Two Examples of Learning Outcomes

#1 Basic Learning Outcome: To Read. The assessment for this is relatively easy. The learner can either read the words or they cannot. It is a pass-or-fail process. But what about offering learners a bigger goal combined with reflective activities?

#2 Revised Learning Outcome: To Love To Read. How would you start to assess a learner for that goal?

Reflection and assessment require you to think about different learners as unique and turn your workbook questions into activities that allow them to reflect and create “explanations” of their learning in more creative ways. It is a simple trick of applying knowledge to something the learner already loves.

Let’s go back to the “love to read” goal.

If you ask your students to give a list of all the books they read over the summer, with the student who read the most earning a prize, can you safely say that your learning outcome was achieved?  Having raised two kids who were given this exact activity at the end of each school year, I can tell you that there are many (many) ways to read lots of books and not love reading. But one insightful teacher asked the students to do something different.  

The activity given was to read as many books as possible over the summer and then, at the end of the break, create a story based on all the characters in the books they read. The teacher asked them to draw pictures and create a book of characters, with the student being the main character. Now we have an activity of reflection. Not only did this require the reading of multiple books, but it also meant that the students had to find one character from each book that resonated with them and then create a conversation for a story. The activity required a process of thinking, interpreting, empathy, self-discovery, and applying what they discovered. It also needed out-of-box thinking on the teacher’s part.

Note: There was no official data collected that particular summer, but I can tell you personally, that my children and their classmates spent a lot of their summer break time talking about the books they were reading and discussing the characters they liked or didn’t like. They were able to take the assignment and discuss it with each other– on their own — because they were curious about what their friends discovered in the books they were reading.  Did they all become lifelong readers who loved to read?  No clue, but it certainly was a more interesting summer from prior years!

What activities could you offer your learners to create an understanding of your course materials? A podcast, a collage, a video, or even a paper. With all the technology today, many of your learners will be more comfortable in one medium than another. The goal is for them to learn and reflect, not to master paper writing or test-taking. So think as a coach and allow your learners to express themselves in creative ways.


The Learning Plan aka Your Course

Finally, we are at the beginning of your course creation process: the materials, the slide creation, the visuals, and the physical part of offering a course to learners. Look at your workbook questions and activities and thread them into your materials. Break down the considerable body of knowledge you are imparting on them, and offer tiny, shorter sections with moments for activities and reflection. Introduce YouTube videos to further their learning but be sure that you introduce them first and provide guidance on why you want learners to view this video–along with some question or activity at the end that ties the materials together.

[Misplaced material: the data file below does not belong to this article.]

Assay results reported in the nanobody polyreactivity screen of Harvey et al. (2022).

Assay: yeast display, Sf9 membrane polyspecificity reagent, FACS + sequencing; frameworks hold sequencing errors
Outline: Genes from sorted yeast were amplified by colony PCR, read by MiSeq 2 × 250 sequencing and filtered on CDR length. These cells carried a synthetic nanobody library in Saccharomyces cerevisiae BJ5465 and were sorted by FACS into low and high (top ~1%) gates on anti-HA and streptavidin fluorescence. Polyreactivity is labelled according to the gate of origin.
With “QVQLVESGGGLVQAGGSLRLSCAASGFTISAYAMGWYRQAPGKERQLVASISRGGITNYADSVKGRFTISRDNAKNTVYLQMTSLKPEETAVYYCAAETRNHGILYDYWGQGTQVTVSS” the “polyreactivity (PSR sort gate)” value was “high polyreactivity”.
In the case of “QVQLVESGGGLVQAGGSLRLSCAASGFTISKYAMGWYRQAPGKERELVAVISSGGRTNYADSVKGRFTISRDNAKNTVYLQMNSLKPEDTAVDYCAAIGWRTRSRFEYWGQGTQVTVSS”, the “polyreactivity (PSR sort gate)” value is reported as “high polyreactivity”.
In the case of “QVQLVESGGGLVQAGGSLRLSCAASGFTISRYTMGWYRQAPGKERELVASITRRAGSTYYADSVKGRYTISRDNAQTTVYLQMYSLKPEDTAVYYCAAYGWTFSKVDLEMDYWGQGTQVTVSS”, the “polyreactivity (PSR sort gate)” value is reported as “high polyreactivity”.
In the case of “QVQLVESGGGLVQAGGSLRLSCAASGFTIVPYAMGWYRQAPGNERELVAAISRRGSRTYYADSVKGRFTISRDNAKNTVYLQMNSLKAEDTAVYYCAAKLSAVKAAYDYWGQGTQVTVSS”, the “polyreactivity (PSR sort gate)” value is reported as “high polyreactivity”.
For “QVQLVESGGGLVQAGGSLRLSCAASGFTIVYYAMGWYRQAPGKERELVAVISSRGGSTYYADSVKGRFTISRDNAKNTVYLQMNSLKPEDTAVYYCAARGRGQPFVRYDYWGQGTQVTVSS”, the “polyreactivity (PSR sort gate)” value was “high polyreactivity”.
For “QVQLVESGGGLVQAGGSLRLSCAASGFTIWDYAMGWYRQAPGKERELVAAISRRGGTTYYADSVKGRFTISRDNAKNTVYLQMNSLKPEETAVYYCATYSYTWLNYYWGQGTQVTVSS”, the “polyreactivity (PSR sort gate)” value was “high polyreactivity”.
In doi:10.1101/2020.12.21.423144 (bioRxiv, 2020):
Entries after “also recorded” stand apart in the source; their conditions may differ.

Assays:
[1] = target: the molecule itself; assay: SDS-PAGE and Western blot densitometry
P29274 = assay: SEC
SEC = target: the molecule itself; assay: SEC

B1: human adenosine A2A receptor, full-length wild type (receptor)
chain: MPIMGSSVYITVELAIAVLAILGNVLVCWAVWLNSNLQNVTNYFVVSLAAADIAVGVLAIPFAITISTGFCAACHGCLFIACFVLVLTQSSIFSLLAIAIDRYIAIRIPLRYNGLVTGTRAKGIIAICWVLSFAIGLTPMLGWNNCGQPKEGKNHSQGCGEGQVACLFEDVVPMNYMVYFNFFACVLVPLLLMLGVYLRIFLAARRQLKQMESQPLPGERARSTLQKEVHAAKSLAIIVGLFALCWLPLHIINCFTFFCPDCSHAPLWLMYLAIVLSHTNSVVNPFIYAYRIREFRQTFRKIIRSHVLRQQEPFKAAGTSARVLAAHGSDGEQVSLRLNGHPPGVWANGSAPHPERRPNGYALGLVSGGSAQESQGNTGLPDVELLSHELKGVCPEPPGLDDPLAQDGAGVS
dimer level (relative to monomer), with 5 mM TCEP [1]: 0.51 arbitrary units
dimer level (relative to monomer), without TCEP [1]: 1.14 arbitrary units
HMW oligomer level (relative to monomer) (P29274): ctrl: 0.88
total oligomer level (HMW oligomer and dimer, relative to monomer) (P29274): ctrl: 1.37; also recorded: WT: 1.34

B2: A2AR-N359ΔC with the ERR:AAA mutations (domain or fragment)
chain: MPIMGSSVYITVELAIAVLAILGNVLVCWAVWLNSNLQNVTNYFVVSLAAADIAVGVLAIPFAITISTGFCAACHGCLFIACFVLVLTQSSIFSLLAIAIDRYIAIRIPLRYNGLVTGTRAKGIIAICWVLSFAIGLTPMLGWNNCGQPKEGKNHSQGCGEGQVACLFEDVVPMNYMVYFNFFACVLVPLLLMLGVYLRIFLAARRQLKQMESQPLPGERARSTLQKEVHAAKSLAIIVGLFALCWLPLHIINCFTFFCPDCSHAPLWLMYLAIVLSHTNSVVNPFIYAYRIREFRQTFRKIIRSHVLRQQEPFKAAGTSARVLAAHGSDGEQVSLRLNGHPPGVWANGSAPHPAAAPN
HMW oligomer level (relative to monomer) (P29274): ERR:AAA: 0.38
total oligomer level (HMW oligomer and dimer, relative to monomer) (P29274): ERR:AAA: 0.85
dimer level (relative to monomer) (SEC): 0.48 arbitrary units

Your course content should support the learning outcomes in step one. Let’s pause for a moment and think about our reading teacher example. Instead of making the number of books the metric for success, she offered her students the opportunity to dive deeper into fewer books, creating reflective experiences that might direct them into a reality where they love to read rather than are required to read. This activity is a more authentic way to assess each student’s ability to read and determine whether they will love to read in the future.

Sometimes when we begin with the end in mind, that two-hour certificate course turns into a seven-part masterclass. Or think about it as a 101 Course that can be a prerequisite to part two or three with more in-depth learning opportunities–and, of course, more options for you to teach!

Critical thinking and problem-solving are skills that are always in demand in the workplace and life! Why talk “at” learners when you can “coach” them into a place of real learning and experiences for taking your expertise and bettering their life?


Find Your Course Success

The final stage of course building comes once you have learners in your course. With each learner, you can see how well you did in the planning and creation–the subject of a whole other article.  One thing may be certain, however.  If you have created courses in the past from beginning to end, or even developed a workbook alongside a course, by shifting to the end first, I am confident you will find the creation process more clear. Clarity and simplicity usually go hand-in-hand, and anytime we can move through our work easier, then the whole process may accomplish much more than intended.  

The UBD System is quite extensive and any of the resources below will give you a deeper understanding of the process.  But if you just want to get your course created in the best way possible, follow these three steps–including the workbook–and you will find that your courses can be some of the most in-demand through reviews and referrals by your students.  I call that success!

Now, as course creators, it is up to you to start by thinking about who your learners are: What do they look like? What do they want? Now work toward that course with the goal of guiding this learner to the knowledge and skills provided by your expertise!   I encourage you to take a step back and look at your courses from their perspective, bringing in the steps outlined above, and guiding them to the skills that you intended.  Their success will be your success–through accolades, testimonials, and referrals.  

Source: Originally published on Early Childhood Maven by Maria Bereket. Maria Bereket is a Content Strategy & Creator | Digital & Social Media Marketer | Online Learning Designer | Early Childhood Programs & Advocate


  1. Bowen, Ryan S., (2017). Understanding by Design. Vanderbilt University Center for Teaching. Retrieved from https://cft.vanderbilt.edu/understanding-by-design/.
  2. Wiggins, Grant, and McTighe, Jay. (1998). Backward Design. In Understanding by Design (pp. 13-34). ASCD.